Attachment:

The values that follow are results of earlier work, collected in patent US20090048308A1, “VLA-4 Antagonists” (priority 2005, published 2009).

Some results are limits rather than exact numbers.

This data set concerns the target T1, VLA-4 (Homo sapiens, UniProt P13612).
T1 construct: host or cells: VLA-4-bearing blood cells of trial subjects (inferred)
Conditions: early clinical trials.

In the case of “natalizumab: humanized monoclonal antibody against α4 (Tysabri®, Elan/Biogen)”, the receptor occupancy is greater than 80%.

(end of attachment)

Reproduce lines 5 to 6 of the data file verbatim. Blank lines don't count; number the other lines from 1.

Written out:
Conditions: early clinical trials.

In the case of “natalizumab: humanized monoclonal antibody against α4 (Tysabri®, Elan/Biogen)”, the receptor occupancy is greater than 80%.